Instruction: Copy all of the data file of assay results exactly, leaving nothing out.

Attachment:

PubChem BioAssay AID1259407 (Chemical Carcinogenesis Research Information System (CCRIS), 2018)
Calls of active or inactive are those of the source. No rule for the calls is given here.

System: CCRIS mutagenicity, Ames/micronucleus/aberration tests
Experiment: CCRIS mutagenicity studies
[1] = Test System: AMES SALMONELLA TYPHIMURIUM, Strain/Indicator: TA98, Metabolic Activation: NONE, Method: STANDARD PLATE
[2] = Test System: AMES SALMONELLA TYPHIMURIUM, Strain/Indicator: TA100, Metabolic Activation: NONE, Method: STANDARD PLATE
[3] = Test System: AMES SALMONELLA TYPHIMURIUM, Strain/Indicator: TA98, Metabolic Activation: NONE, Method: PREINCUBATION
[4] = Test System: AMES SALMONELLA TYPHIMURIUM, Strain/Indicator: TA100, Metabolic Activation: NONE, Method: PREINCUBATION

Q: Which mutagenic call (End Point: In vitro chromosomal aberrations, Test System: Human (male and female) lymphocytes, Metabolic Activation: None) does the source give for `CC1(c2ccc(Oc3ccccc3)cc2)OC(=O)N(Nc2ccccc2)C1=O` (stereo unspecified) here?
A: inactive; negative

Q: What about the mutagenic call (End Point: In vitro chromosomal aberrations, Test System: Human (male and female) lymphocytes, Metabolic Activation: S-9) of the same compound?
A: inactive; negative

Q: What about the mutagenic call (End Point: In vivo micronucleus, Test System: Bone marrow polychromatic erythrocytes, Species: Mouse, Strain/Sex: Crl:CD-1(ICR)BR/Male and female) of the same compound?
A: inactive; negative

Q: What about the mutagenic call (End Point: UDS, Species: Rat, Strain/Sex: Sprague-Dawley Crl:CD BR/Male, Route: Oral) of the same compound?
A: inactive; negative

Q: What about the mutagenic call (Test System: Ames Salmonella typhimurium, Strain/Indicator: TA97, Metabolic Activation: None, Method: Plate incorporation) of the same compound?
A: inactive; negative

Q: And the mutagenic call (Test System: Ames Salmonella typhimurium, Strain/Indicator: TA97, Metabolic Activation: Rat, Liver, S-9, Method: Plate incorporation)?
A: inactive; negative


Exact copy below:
PubChem BioAssay AID1259407 (Chemical Carcinogenesis Research Information System (CCRIS), 2018)
Calls of active or inactive are those of the source. No rule for the calls is given here.

System: CCRIS mutagenicity, Ames/micronucleus/aberration tests
Experiment: CCRIS mutagenicity studies
[1] = Test System: AMES SALMONELLA TYPHIMURIUM, Strain/Indicator: TA98, Metabolic Activation: NONE, Method: STANDARD PLATE
[2] = Test System: AMES SALMONELLA TYPHIMURIUM, Strain/Indicator: TA100, Metabolic Activation: NONE, Method: STANDARD PLATE
[3] = Test System: AMES SALMONELLA TYPHIMURIUM, Strain/Indicator: TA98, Metabolic Activation: NONE, Method: PREINCUBATION
[4] = Test System: AMES SALMONELLA TYPHIMURIUM, Strain/Indicator: TA100, Metabolic Activation: NONE, Method: PREINCUBATION

Q: Which mutagenic call (End Point: In vitro chromosomal aberrations, Test System: Human (male and female) lymphocytes, Metabolic Activation: None) does the source give for `CC1(c2ccc(Oc3ccccc3)cc2)OC(=O)N(Nc2ccccc2)C1=O` (stereo unspecified) here?
A: inactive; negative

Q: What about the mutagenic call (End Point: In vitro chromosomal aberrations, Test System: Human (male and female) lymphocytes, Metabolic Activation: S-9) of the same compound?
A: inactive; negative

Q: What about the mutagenic call (End Point: In vivo micronucleus, Test System: Bone marrow polychromatic erythrocytes, Species: Mouse, Strain/Sex: Crl:CD-1(ICR)BR/Male and female) of the same compound?
A: inactive; negative

Q: What about the mutagenic call (End Point: UDS, Species: Rat, Strain/Sex: Sprague-Dawley Crl:CD BR/Male, Route: Oral) of the same compound?
A: inactive; negative

Q: What about the mutagenic call (Test System: Ames Salmonella typhimurium, Strain/Indicator: TA97, Metabolic Activation: None, Method: Plate incorporation) of the same compound?
A: inactive; negative

Q: And the mutagenic call (Test System: Ames Salmonella typhimurium, Strain/Indicator: TA97, Metabolic Activation: Rat, Liver, S-9, Method: Plate incorporation)?
A: inactive; negative